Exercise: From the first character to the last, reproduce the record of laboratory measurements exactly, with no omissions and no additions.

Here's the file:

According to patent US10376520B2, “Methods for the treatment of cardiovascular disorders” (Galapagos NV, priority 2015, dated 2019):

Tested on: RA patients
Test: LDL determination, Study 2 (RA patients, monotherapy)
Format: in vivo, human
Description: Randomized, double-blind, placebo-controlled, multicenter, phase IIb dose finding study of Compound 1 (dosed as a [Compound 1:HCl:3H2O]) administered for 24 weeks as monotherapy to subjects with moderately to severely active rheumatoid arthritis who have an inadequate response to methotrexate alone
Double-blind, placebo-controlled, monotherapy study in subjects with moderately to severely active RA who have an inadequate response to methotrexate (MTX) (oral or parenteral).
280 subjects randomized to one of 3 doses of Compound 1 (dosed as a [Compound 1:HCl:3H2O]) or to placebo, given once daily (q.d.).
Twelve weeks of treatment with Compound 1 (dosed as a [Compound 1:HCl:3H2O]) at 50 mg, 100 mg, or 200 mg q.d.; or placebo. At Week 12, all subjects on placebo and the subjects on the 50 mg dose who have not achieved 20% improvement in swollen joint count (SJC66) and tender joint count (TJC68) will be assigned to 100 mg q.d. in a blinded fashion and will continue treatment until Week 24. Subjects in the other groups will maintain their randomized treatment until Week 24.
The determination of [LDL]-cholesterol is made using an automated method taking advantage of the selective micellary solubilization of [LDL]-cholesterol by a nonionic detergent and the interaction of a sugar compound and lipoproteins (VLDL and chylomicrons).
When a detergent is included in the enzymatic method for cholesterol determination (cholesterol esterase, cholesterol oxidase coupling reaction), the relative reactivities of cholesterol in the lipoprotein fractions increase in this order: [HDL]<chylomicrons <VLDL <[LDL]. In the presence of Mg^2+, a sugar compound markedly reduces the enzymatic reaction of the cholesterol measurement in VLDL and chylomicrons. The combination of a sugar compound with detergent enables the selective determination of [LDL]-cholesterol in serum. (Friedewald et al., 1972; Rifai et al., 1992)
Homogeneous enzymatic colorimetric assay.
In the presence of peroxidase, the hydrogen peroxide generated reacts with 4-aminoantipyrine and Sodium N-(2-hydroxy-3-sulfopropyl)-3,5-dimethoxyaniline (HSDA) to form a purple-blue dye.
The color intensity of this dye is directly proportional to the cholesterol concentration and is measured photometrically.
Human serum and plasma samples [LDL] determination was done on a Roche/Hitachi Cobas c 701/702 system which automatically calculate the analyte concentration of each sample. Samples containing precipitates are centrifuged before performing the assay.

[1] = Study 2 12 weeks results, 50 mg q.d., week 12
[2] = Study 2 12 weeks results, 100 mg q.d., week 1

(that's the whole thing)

According to patent US10376520B2, “Methods for the treatment of cardiovascular disorders” (Galapagos NV, priority 2015, dated 2019):

Tested on: RA patients
Test: LDL determination, Study 2 (RA patients, monotherapy)
Format: in vivo, human
Description: Randomized, double-blind, placebo-controlled, multicenter, phase IIb dose finding study of Compound 1 (dosed as a [Compound 1:HCl:3H2O]) administered for 24 weeks as monotherapy to subjects with moderately to severely active rheumatoid arthritis who have an inadequate response to methotrexate alone
Double-blind, placebo-controlled, monotherapy study in subjects with moderately to severely active RA who have an inadequate response to methotrexate (MTX) (oral or parenteral).
280 subjects randomized to one of 3 doses of Compound 1 (dosed as a [Compound 1:HCl:3H2O]) or to placebo, given once daily (q.d.).
Twelve weeks of treatment with Compound 1 (dosed as a [Compound 1:HCl:3H2O]) at 50 mg, 100 mg, or 200 mg q.d.; or placebo. At Week 12, all subjects on placebo and the subjects on the 50 mg dose who have not achieved 20% improvement in swollen joint count (SJC66) and tender joint count (TJC68) will be assigned to 100 mg q.d. in a blinded fashion and will continue treatment until Week 24. Subjects in the other groups will maintain their randomized treatment until Week 24.
The determination of [LDL]-cholesterol is made using an automated method taking advantage of the selective micellary solubilization of [LDL]-cholesterol by a nonionic detergent and the interaction of a sugar compound and lipoproteins (VLDL and chylomicrons).
When a detergent is included in the enzymatic method for cholesterol determination (cholesterol esterase, cholesterol oxidase coupling reaction), the relative reactivities of cholesterol in the lipoprotein fractions increase in this order: [HDL]<chylomicrons <VLDL <[LDL]. In the presence of Mg^2+, a sugar compound markedly reduces the enzymatic reaction of the cholesterol measurement in VLDL and chylomicrons. The combination of a sugar compound with detergent enables the selective determination of [LDL]-cholesterol in serum. (Friedewald et al., 1972; Rifai et al., 1992)
Homogeneous enzymatic colorimetric assay.
In the presence of peroxidase, the hydrogen peroxide generated reacts with 4-aminoantipyrine and Sodium N-(2-hydroxy-3-sulfopropyl)-3,5-dimethoxyaniline (HSDA) to form a purple-blue dye.
The color intensity of this dye is directly proportional to the cholesterol concentration and is measured photometrically.
Human serum and plasma samples [LDL] determination was done on a Roche/Hitachi Cobas c 701/702 system which automatically calculate the analyte concentration of each sample. Samples containing precipitates are centrifuged before performing the assay.

[1] = Study 2 12 weeks results, 50 mg q.d., week 12
[2] = Study 2 12 weeks results, 100 mg q.d., week 1